A concert brought together five-hundred singers from dozen London hospitals, mostly nursing staff, who paraded in their uniforms, displaying all the possible permutations of the Nightingale theme. The greatest diversity was in the caps; some looking like small pin-cushions, others like inverted custard pies; one seemed to be crowned like a cock’s comb, another led back into a scorpion’s sting. The nurse’s cap is as vestigial as the academic’s hood, for long ago it ceased to act as a hygienic cover for her hair-but what a shame it would be if it disappeared, or (worse still) became a completely standard item of dress. After all, one of the nicest things about a nurse’s uniform is that it isn’t. a


England Now

PROGRESSIVE ASSESSMENT? SIR,-In its 1967 Recommendations as to Basic Medical Education,3 paragraphs 14 and 26-30, the General Medical Council gives qualified support to the idea of progressive assessment of students, though it states that " it is important to avoid the hazard of burdening the student with excessive and too frequent assessments." The Royal Commission on Medical Education4 also gives some support to progressive assessment in paragraphs 283-286 (p. 116). It says that the " assessment [should be] built up from periodic reports on the student’s performance, based where appropriate on written, oral or practical tests, and completed by a comprehensive review at the end of the course." There are signs that progressive assessment of postgraduates is being considered by the Royal Colleges and others who have a special interest in postgraduate medical education. There can be honest doubts about whether progressive assessment is fairer to students at all levels than a single test " at widely spaced intervals. Brian MacArthur writes 5: American students, moreover, have a lot more to complain about. They are tested every term and often in mid-term, and because of the importance of the graduate schools every performance is vital. There can be no relaxation and the British ...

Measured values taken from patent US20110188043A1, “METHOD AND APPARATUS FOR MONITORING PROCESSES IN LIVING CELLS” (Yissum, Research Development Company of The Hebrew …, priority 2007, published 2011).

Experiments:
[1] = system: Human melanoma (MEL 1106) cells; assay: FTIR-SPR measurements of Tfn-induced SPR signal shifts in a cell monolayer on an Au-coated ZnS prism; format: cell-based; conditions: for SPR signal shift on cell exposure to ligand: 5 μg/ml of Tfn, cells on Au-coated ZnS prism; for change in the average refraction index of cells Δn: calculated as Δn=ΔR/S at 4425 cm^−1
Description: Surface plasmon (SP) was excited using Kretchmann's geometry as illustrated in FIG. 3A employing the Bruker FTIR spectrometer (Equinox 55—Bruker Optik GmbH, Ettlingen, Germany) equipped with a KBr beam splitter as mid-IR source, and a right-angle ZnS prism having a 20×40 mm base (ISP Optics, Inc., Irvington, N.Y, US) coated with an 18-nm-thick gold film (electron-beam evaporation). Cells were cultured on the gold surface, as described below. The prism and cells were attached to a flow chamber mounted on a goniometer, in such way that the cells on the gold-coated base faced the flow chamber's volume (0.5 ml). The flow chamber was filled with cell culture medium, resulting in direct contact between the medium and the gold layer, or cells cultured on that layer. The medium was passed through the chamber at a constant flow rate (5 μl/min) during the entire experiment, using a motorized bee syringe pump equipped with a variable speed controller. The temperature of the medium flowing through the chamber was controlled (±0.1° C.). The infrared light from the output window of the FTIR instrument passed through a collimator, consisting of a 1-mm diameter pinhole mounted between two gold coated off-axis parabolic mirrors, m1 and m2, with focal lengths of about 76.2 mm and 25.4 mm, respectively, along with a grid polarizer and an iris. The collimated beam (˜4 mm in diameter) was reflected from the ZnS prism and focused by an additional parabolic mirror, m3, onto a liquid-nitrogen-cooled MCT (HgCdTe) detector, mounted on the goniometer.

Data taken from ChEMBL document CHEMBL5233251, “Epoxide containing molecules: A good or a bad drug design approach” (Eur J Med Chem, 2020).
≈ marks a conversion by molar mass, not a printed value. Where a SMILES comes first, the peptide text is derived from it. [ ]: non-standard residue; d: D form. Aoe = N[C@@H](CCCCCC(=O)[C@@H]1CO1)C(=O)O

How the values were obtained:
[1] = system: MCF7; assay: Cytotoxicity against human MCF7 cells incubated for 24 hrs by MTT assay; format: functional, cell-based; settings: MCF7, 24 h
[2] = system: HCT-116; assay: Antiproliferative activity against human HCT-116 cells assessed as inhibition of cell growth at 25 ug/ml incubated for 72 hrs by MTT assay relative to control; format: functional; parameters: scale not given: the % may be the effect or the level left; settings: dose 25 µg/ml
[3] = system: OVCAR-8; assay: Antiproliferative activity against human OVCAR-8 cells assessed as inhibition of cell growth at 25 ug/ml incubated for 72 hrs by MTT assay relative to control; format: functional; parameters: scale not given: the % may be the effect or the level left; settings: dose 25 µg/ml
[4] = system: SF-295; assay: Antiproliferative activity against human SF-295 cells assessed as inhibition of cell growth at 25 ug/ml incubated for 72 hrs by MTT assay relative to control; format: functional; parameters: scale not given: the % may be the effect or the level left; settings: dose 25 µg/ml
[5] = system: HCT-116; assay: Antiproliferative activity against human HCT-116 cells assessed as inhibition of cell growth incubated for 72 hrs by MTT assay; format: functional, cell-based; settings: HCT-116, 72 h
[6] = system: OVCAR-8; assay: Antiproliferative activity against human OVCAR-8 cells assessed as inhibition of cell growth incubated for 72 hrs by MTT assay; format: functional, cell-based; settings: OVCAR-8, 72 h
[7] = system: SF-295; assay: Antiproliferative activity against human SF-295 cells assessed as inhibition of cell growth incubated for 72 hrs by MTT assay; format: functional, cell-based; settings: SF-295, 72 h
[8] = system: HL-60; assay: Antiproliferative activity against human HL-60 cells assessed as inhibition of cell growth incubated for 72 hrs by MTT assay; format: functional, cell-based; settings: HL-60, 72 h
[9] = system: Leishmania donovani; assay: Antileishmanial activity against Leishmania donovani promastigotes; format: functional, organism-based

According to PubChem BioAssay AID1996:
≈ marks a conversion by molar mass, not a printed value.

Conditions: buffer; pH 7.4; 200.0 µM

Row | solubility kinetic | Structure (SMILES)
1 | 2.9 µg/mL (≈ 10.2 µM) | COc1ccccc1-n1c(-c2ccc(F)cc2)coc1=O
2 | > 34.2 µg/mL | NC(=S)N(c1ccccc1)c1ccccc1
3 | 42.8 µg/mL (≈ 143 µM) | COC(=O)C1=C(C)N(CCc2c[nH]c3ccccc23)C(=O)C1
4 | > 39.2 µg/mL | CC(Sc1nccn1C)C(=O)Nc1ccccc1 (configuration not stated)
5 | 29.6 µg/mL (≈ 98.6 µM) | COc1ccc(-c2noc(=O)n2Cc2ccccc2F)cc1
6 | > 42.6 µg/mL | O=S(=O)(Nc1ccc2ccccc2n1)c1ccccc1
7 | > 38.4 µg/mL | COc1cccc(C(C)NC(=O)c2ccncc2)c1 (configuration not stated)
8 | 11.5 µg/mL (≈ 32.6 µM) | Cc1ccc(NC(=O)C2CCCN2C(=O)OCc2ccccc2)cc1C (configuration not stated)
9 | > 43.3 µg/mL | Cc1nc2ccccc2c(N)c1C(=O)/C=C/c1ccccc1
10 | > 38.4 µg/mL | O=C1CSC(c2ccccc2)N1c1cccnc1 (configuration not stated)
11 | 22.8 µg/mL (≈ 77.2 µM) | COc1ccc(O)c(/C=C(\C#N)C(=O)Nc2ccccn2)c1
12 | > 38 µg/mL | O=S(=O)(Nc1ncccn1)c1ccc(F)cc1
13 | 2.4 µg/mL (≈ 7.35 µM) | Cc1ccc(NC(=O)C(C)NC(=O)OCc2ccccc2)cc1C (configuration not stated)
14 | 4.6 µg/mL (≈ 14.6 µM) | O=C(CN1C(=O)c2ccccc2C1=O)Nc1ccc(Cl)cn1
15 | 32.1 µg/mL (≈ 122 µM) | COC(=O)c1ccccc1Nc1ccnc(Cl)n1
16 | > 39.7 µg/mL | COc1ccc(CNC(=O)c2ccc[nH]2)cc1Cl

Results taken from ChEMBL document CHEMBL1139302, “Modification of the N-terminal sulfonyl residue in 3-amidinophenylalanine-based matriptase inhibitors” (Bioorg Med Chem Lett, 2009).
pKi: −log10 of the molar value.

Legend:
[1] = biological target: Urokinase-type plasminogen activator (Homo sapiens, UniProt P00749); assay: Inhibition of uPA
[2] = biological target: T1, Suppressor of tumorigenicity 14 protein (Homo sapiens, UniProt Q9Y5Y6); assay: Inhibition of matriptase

Hospital Scientific and Technical Services: Report of the Committee, 1967-68. H.M. Stationery Office, 1968. See Lancet, 1968, ii, 1331. 2. Report of the Committee on Senior Nursing Staff Structure. H.M. Stationery Office, 1966. See Lancet, 1966, i, 1085. 3. See Lancet, 1967, i, 1141. 4. Royal Commission on Medical Education, 1965-68: Report. H.M. Stationery Office, 1968. See Lancet, 1968, i, 797, 809. 5. Times, Feb. 8, 1969. 1.

415 students who ask for continuous assessment instead of the all-in finals system would get a shock if they met students here." All tests of competence and fitness to proceed with a career must inevitably be a cause of anxiety to the examinee. I would welcome evidence that chronic anxiety is preferable to acute anxiety before we jump from the frying-pan into the fire. University Department of Gynæcology, St. Thomas’s Hospital Medical School, London S.E.1.